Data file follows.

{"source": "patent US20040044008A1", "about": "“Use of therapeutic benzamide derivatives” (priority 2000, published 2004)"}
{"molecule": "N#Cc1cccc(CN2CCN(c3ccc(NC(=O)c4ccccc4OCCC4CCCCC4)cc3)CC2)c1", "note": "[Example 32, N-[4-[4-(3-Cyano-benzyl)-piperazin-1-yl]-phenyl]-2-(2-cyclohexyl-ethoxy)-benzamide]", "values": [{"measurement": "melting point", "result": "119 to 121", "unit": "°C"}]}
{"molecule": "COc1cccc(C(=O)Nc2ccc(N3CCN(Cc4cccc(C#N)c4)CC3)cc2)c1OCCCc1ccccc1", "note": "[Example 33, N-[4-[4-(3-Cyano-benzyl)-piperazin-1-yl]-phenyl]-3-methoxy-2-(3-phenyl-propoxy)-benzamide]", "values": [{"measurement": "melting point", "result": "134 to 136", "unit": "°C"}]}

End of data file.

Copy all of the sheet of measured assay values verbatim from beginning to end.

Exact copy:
{"source": "patent US20040044008A1", "about": "“Use of therapeutic benzamide derivatives” (priority 2000, published 2004)"}
{"molecule": "N#Cc1cccc(CN2CCN(c3ccc(NC(=O)c4ccccc4OCCC4CCCCC4)cc3)CC2)c1", "note": "[Example 32, N-[4-[4-(3-Cyano-benzyl)-piperazin-1-yl]-phenyl]-2-(2-cyclohexyl-ethoxy)-benzamide]", "values": [{"measurement": "melting point", "result": "119 to 121", "unit": "°C"}]}
{"molecule": "COc1cccc(C(=O)Nc2ccc(N3CCN(Cc4cccc(C#N)c4)CC3)cc2)c1OCCCc1ccccc1", "note": "[Example 33, N-[4-[4-(3-Cyano-benzyl)-piperazin-1-yl]-phenyl]-3-methoxy-2-(3-phenyl-propoxy)-benzamide]", "values": [{"measurement": "melting point", "result": "134 to 136", "unit": "°C"}]}